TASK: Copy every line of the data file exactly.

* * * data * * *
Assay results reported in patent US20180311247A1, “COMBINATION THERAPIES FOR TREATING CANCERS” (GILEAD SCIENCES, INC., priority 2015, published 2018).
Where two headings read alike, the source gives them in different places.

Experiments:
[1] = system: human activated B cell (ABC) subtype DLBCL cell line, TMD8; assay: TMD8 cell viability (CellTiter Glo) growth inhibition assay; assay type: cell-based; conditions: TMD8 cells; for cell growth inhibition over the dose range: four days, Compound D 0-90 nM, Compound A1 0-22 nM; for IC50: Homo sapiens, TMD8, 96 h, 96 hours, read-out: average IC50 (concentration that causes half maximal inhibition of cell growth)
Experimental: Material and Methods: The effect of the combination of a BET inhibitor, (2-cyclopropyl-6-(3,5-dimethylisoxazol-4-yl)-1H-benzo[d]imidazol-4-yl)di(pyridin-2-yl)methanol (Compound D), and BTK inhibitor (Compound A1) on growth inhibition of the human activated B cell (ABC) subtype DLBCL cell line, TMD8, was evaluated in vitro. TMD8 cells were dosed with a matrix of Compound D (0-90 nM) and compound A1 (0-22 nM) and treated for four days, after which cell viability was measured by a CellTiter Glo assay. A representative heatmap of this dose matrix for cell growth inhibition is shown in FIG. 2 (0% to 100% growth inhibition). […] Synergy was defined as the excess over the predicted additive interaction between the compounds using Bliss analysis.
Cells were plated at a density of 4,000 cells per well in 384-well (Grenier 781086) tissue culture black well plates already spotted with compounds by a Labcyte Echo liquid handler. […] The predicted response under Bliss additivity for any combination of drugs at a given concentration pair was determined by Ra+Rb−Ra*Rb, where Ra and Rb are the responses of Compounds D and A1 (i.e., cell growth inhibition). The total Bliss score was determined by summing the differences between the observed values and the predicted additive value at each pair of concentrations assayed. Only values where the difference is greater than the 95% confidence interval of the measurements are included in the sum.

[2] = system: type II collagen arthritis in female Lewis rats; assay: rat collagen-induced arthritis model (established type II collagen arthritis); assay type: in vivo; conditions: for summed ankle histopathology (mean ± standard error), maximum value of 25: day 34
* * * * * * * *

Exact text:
Assay results reported in patent US20180311247A1, “COMBINATION THERAPIES FOR TREATING CANCERS” (GILEAD SCIENCES, INC., priority 2015, published 2018).
Where two headings read alike, the source gives them in different places.

Experiments:
[1] = system: human activated B cell (ABC) subtype DLBCL cell line, TMD8; assay: TMD8 cell viability (CellTiter Glo) growth inhibition assay; assay type: cell-based; conditions: TMD8 cells; for cell growth inhibition over the dose range: four days, Compound D 0-90 nM, Compound A1 0-22 nM; for IC50: Homo sapiens, TMD8, 96 h, 96 hours, read-out: average IC50 (concentration that causes half maximal inhibition of cell growth)
Experimental: Material and Methods: The effect of the combination of a BET inhibitor, (2-cyclopropyl-6-(3,5-dimethylisoxazol-4-yl)-1H-benzo[d]imidazol-4-yl)di(pyridin-2-yl)methanol (Compound D), and BTK inhibitor (Compound A1) on growth inhibition of the human activated B cell (ABC) subtype DLBCL cell line, TMD8, was evaluated in vitro. TMD8 cells were dosed with a matrix of Compound D (0-90 nM) and compound A1 (0-22 nM) and treated for four days, after which cell viability was measured by a CellTiter Glo assay. A representative heatmap of this dose matrix for cell growth inhibition is shown in FIG. 2 (0% to 100% growth inhibition). […] Synergy was defined as the excess over the predicted additive interaction between the compounds using Bliss analysis.
Cells were plated at a density of 4,000 cells per well in 384-well (Grenier 781086) tissue culture black well plates already spotted with compounds by a Labcyte Echo liquid handler. […] The predicted response under Bliss additivity for any combination of drugs at a given concentration pair was determined by Ra+Rb−Ra*Rb, where Ra and Rb are the responses of Compounds D and A1 (i.e., cell growth inhibition). The total Bliss score was determined by summing the differences between the observed values and the predicted additive value at each pair of concentrations assayed. Only values where the difference is greater than the 95% confidence interval of the measurements are included in the sum.

[2] = system: type II collagen arthritis in female Lewis rats; assay: rat collagen-induced arthritis model (established type II collagen arthritis); assay type: in vivo; conditions: for summed ankle histopathology (mean ± standard error), maximum value of 25: day 34